Another change is in the composition of the global demand for energy. Increasingly, the global demand for energy is being shaped by developing countries. Whereas energy use in countries belonging to the Organization for Economic Cooperation and Development increases slightly more than one percent a year, energy demand in developing countries increases about four-and-one-half percent per year.(90) Oil demand in Asia has grown more than fifty percent since 1985.(91) Thus, the price of oil, and effectively the country's energy future, is less and less within U.S. control.

For similar reasons, any effective effort to address the buildup of greenhouse gas emissions must deal with the need to provide energy in the largest developing nations. The expected growth in emissions in China, India, Indonesia, and Brazil could easily offset efforts by the U.S. and other industrialized nations.(92) This problem is not amenable to a military solution but must be fought at the negotiating table.(93)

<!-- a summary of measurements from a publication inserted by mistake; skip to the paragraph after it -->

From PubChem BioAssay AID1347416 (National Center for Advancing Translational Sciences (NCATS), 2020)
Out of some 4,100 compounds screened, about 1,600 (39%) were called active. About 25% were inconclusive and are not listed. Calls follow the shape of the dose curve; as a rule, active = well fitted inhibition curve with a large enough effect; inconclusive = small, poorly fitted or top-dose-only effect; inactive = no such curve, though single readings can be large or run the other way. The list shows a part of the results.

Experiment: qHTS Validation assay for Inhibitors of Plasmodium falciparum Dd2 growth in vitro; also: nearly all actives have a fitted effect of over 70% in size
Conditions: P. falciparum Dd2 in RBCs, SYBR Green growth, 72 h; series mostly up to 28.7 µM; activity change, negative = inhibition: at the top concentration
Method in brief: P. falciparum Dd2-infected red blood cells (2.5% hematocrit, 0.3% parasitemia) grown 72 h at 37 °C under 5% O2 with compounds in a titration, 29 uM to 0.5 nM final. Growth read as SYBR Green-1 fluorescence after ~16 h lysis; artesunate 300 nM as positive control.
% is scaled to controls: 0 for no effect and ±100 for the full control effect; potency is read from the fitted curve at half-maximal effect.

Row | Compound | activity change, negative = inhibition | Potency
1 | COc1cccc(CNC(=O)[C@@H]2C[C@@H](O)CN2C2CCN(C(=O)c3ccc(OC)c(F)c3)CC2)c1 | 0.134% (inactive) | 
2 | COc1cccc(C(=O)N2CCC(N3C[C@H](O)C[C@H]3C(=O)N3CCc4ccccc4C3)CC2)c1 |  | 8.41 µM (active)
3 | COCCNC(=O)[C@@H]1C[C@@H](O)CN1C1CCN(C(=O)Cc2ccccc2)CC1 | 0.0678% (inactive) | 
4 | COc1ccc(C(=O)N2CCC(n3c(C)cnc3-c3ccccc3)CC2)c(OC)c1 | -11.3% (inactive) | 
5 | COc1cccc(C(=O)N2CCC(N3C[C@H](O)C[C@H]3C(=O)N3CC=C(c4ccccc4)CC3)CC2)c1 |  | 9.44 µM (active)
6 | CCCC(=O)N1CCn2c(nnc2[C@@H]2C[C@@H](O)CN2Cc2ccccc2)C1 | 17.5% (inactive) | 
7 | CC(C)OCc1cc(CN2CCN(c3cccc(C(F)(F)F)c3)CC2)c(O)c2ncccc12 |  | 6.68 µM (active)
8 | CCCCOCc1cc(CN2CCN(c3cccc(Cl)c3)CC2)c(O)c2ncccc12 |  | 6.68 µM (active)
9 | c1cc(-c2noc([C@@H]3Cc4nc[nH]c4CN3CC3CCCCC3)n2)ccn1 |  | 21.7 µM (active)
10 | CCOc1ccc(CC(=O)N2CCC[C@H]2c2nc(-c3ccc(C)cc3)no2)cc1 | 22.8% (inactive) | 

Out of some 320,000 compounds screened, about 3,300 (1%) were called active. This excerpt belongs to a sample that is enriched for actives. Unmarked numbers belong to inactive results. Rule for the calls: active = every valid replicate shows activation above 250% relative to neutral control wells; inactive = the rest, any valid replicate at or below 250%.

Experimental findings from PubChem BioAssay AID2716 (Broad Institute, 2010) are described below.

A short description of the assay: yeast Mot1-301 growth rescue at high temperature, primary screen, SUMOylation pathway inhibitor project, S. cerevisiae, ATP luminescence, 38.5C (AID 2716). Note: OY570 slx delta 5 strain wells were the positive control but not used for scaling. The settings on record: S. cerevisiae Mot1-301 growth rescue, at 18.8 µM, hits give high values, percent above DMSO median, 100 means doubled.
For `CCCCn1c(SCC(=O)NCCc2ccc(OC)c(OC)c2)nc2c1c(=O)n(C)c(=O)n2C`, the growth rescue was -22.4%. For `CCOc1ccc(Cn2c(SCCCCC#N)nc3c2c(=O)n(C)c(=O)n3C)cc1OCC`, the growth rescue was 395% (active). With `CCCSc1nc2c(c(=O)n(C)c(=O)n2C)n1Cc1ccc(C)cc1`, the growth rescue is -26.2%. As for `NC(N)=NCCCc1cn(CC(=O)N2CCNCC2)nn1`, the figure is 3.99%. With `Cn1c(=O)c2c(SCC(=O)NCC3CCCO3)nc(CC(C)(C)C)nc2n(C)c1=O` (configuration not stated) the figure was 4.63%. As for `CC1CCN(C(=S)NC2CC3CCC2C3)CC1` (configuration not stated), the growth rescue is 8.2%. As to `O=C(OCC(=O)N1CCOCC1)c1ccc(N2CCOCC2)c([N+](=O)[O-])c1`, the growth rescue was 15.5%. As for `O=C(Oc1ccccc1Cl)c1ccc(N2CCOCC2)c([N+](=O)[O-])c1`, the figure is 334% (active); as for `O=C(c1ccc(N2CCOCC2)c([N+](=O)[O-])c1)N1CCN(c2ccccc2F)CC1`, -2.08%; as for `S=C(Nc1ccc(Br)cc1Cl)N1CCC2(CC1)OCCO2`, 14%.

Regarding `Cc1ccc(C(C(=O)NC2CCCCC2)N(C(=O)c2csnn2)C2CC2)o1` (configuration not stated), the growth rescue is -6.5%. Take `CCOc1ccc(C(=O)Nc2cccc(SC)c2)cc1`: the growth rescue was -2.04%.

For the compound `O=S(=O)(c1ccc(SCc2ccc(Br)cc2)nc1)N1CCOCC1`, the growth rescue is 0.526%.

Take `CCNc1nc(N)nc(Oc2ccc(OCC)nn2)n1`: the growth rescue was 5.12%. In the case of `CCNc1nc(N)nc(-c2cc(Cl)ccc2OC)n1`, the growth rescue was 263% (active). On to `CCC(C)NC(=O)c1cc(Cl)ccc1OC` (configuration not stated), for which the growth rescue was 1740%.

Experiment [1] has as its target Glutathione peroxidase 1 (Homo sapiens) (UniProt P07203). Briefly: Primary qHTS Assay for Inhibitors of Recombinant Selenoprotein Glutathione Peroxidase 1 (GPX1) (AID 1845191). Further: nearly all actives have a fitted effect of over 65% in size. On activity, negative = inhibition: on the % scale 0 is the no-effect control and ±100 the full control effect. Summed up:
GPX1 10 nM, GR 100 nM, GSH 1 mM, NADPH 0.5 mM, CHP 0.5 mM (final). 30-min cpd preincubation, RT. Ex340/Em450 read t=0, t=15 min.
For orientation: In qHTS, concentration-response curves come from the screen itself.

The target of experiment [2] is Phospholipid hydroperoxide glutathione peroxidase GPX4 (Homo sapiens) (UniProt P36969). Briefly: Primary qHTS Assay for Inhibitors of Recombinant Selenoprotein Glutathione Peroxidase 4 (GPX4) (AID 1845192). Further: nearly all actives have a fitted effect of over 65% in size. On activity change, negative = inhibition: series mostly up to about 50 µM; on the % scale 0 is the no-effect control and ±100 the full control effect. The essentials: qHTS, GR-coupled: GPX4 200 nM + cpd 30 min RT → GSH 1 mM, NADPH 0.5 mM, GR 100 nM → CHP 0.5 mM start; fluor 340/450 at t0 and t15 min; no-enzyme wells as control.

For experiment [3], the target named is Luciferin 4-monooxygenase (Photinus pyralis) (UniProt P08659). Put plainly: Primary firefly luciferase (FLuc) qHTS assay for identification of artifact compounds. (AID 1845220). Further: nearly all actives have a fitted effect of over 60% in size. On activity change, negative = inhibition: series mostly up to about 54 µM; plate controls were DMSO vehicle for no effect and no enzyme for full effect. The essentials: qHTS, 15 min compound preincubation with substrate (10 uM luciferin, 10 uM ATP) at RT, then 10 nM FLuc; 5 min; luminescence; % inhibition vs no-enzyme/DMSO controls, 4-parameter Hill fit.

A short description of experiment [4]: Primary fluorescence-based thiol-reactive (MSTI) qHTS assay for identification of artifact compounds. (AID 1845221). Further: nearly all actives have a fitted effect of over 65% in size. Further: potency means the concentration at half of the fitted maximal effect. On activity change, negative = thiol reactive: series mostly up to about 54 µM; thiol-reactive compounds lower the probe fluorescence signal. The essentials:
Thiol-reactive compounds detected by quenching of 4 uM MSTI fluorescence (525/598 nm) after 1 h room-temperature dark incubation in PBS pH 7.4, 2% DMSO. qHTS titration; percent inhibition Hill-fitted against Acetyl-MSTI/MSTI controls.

Another major change has been the switch to market-based approaches as a substitute for more prescriptive regulatory mandates. This is evident in numerous spheres, including the "market transforming" strategies emphasized in CCAP;(94) the system of competitive bidding for new power plants that has evolved in response to PURPA;(95) the emissions trading system central to the acid rain program for coal burning power plants incorporated in the Clean Air Act Amendments of 1990;(96) and the concept of "joint implementation," a variant of emissions trading included in the Framework Convention on Climate Change.(97) All of these programs provide regulated industry with greater latitude in choosing means to achieve energy and environmental goals, while creating incentives for technological innovation.